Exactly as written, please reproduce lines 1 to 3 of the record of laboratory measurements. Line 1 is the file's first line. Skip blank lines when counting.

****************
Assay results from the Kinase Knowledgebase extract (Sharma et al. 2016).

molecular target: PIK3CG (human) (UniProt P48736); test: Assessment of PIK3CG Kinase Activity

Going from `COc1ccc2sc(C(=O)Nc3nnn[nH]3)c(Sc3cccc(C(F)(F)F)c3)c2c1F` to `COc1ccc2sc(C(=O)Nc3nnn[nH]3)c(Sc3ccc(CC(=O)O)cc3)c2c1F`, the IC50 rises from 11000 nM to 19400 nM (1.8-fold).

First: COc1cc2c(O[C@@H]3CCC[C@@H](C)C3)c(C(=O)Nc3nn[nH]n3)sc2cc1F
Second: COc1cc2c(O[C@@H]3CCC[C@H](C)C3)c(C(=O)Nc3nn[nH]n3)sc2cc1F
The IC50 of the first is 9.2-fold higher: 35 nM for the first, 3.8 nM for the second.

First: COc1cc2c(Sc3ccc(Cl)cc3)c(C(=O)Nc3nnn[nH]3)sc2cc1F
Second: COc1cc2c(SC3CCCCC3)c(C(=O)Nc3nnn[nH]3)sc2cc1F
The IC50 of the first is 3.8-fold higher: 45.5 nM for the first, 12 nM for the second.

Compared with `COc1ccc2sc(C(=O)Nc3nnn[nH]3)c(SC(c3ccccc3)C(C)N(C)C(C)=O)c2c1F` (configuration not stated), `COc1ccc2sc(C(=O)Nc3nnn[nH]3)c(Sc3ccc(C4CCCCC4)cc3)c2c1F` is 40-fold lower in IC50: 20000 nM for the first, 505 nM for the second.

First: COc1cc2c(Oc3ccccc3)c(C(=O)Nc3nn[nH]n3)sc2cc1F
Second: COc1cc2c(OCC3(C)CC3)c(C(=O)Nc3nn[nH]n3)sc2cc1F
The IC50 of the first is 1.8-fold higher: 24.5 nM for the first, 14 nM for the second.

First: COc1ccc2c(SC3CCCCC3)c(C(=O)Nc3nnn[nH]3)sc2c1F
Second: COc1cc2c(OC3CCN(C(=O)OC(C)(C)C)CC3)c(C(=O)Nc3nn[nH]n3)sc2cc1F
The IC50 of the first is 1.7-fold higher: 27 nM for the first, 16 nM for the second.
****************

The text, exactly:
Assay results from the Kinase Knowledgebase extract (Sharma et al. 2016).

molecular target: PIK3CG (human) (UniProt P48736); test: Assessment of PIK3CG Kinase Activity

Going from `COc1ccc2sc(C(=O)Nc3nnn[nH]3)c(Sc3cccc(C(F)(F)F)c3)c2c1F` to `COc1ccc2sc(C(=O)Nc3nnn[nH]3)c(Sc3ccc(CC(=O)O)cc3)c2c1F`, the IC50 rises from 11000 nM to 19400 nM (1.8-fold).